Rise in 1.5 degrees Celsius likely to spark massive greenhouse gas release from permafrost

Jeremy Hance
February 25, 2013

Frost crystals at the entrance of Ledyanaya Lenskaya Cave. Photo by: Vladimir V. Alexioglo.
Frost crystals at the entrance of Ledyanaya Lenskaya Cave. Photo by: Vladimir V. Alexioglo.

While nations around the world have committed to keeping temperatures from rising 2 degrees Celsius (3.6 degrees Fahrenheit) above the pre-industrial era, new research published in Science suggests that the global climate could hit a tipping point at just 1.5 degrees Celsius (2.5 degrees Fahrenheit). Studying cave stalactites and stalagmites in Siberia, scientists found that at about 1.5 degrees Celsius the Siberian permafrost melts, potentially releasing a greenhouse gas bomb of 1,000 giga-tonnes, according to some experts.

Turning to cave formations—stalactites and stalagmites—to reconstruct past climates in Siberian Russia, the scientists found that Russia had little permafrost around 400,000 years ago when the world was about 1.5 degrees warmer than the past 10,000 years (or the length of human civilization).

"The stalactites and stalagmites from these caves are a way of looking back in time to see how warm periods similar to our modern climate affect how far permafrost extends across Siberia," lead author Anton Vaks of Oxford University's Department of Earth Sciences explains. The stalactites and stalagmites do not grow under permafrost conditions, but only when ice melt or rain is available. Therefore these cave formations act as signals for what past climate looked like.

According to the study, the only time the permafrost melted in the last half million years was between 424,000 and 374,000 years ago when temperatures globally hit the 1.5 degree Celsius mark. So far global temperatures have risen 0.8 degrees Celsius (1.4 degrees Fahrenheit) in just the last two hundred or so years with two thirds of that rise coming since 1980.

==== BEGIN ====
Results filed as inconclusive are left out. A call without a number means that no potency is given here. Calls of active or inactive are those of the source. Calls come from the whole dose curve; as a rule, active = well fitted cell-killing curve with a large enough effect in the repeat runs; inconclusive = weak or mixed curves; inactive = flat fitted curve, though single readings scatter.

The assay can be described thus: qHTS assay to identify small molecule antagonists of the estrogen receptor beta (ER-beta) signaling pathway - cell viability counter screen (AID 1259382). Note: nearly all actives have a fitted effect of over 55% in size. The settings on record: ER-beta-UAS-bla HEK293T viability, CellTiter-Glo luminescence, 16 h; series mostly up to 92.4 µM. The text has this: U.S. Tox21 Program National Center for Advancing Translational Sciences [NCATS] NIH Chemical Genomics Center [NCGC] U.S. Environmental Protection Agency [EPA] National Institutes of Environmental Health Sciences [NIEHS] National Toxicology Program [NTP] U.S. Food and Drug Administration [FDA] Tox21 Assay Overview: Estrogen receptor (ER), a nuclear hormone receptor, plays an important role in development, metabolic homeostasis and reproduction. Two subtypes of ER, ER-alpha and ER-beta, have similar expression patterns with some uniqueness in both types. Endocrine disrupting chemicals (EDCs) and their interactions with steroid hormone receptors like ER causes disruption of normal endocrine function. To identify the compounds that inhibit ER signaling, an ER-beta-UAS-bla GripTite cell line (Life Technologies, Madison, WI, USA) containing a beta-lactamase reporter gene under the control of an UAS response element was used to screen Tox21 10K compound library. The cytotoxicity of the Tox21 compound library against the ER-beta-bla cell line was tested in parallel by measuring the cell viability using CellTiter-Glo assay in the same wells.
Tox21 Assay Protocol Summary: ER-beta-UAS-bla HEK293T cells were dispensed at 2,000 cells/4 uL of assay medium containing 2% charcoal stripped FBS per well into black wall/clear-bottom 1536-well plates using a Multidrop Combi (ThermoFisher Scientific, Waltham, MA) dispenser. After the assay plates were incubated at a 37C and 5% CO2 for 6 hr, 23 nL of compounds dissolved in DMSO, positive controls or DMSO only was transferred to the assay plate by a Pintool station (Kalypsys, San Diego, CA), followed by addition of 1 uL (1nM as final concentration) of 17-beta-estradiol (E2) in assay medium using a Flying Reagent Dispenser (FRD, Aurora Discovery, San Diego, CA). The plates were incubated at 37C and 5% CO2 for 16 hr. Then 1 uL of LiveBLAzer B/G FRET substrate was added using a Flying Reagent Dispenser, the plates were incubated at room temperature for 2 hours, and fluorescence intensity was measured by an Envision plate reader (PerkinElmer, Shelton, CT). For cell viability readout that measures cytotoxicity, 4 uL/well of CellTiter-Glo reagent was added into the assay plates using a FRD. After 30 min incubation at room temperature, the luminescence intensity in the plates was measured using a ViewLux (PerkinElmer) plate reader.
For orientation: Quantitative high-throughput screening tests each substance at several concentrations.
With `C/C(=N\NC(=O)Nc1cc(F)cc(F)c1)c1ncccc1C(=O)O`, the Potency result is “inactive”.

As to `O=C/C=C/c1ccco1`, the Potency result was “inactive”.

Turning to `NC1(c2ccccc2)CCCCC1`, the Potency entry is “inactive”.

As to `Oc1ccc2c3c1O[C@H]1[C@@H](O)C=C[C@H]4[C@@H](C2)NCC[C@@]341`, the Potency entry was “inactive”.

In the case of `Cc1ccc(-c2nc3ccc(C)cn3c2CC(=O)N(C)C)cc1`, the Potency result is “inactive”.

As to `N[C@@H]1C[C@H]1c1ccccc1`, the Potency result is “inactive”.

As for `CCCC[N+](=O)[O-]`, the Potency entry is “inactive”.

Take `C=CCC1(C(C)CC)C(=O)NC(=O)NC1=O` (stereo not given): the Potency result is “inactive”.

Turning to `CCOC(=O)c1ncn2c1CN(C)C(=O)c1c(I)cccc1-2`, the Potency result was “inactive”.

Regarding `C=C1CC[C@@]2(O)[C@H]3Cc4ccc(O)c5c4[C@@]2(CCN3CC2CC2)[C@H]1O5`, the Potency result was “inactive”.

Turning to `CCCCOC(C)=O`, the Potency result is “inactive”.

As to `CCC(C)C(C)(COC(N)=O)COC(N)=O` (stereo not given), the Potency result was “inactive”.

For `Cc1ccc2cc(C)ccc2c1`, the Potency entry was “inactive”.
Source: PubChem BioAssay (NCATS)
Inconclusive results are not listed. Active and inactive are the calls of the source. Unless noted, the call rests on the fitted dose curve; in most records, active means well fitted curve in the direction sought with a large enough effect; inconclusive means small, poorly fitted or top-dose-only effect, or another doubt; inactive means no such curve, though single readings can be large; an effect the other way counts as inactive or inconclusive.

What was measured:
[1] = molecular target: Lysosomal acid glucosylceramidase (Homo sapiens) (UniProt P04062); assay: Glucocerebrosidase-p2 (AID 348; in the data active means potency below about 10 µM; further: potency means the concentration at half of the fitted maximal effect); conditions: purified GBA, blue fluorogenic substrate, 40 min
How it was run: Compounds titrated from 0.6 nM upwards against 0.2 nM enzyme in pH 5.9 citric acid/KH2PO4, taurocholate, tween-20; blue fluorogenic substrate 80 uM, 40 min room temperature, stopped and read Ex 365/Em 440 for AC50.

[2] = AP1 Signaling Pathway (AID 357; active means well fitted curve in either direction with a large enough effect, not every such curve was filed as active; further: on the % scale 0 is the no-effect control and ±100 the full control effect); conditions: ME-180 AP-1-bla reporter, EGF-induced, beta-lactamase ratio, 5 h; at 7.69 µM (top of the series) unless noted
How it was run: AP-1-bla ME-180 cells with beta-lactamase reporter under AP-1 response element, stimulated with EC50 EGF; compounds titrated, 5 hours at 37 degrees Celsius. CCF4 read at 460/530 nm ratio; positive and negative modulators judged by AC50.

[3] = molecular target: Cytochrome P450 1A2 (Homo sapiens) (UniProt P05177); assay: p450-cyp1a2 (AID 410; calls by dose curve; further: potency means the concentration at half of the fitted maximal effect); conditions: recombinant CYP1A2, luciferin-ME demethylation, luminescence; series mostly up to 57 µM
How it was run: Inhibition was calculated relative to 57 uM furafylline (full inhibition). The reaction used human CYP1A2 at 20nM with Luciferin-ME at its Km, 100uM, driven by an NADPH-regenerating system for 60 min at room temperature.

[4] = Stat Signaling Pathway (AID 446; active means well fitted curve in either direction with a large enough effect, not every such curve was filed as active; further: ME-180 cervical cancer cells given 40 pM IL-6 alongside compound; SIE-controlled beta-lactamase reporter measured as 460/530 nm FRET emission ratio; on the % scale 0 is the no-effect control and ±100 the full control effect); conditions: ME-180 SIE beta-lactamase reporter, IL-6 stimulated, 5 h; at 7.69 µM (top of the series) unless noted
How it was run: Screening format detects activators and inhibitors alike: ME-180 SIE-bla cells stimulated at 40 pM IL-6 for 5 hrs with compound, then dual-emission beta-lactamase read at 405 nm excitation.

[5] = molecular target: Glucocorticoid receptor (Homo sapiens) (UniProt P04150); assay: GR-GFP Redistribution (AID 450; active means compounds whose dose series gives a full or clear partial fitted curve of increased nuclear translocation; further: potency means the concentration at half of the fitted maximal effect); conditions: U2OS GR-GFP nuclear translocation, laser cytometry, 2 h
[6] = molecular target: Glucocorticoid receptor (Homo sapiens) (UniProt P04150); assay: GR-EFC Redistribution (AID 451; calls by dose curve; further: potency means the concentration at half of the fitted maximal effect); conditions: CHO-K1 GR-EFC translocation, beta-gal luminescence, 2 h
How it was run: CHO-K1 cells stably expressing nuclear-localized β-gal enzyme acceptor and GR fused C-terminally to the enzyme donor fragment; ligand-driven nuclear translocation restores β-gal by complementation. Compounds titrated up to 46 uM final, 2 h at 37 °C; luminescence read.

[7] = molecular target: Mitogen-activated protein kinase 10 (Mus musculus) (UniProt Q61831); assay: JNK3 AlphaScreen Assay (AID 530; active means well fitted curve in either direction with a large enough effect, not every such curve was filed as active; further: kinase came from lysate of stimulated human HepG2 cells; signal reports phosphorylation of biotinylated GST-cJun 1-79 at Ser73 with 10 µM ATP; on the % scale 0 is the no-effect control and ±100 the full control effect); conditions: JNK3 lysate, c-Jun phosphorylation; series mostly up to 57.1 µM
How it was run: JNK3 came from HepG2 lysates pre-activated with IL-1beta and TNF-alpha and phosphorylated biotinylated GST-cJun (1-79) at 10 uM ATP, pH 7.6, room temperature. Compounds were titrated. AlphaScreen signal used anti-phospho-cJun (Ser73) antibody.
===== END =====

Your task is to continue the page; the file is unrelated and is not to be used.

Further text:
"As permafrost covers 24 percent of the land surface of the Northern hemisphere significant thawing could affect vast areas and release giga-tonnes of carbon," Vaks says. Once permafrost melts, sunlight and bacteria will attack previously-frozen plant material, releasing carbon and methane into the atmosphere. Though at this point there is considerable debate about how much greenhouse gas emissions would actually hit the atmosphere.

Despite such concerns, experts say that reaching, and surpassing, 1.5 degrees Celsius is practically inevitable given that global greenhouse gas emissions continue to rise year-after-year. Many emissions are considered "locked-in" since fossil fuel-driven power plants have already been built or are currently being constructed. Still, many vulnerable and island nations have called on the global target to be reduced from 2 degrees Celsius to 1.5 degrees. But even making the 2 degree target is looking increasingly unlikely, unless, perhaps, scientists literally start pulling carbon out of the atmosphere or the world's fossil fuel plants are shut-down.

Whatever comes, the experts say it's time to start incorporating permafrost melt into current climate models.

Large Ice Hall in Ledyanaya Lenskaya Cave located inside continuous permafrost. Photo by: Sebastian FM Breitenbach.
Large Ice Hall in Ledyanaya Lenskaya Cave located inside continuous permafrost. Photo by: Sebastian FM Breitenbach.

CITATION: A. Vaks; A.J. Mason; A.L. Thomas; G.M. Henderson; O.S. Gutareva; A.M. Kononov; S.F.M. Breitenbach; E. Avirmed; A.V. Osinzev. Speleothems Reveal 500,000-Year History of Siberian Permafrost. Science. 2013.

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Jeremy Hance
mongabay.com (February 25, 2013).

Rise in 1.5 degrees Celsius likely to spark massive greenhouse gas release from permafrost.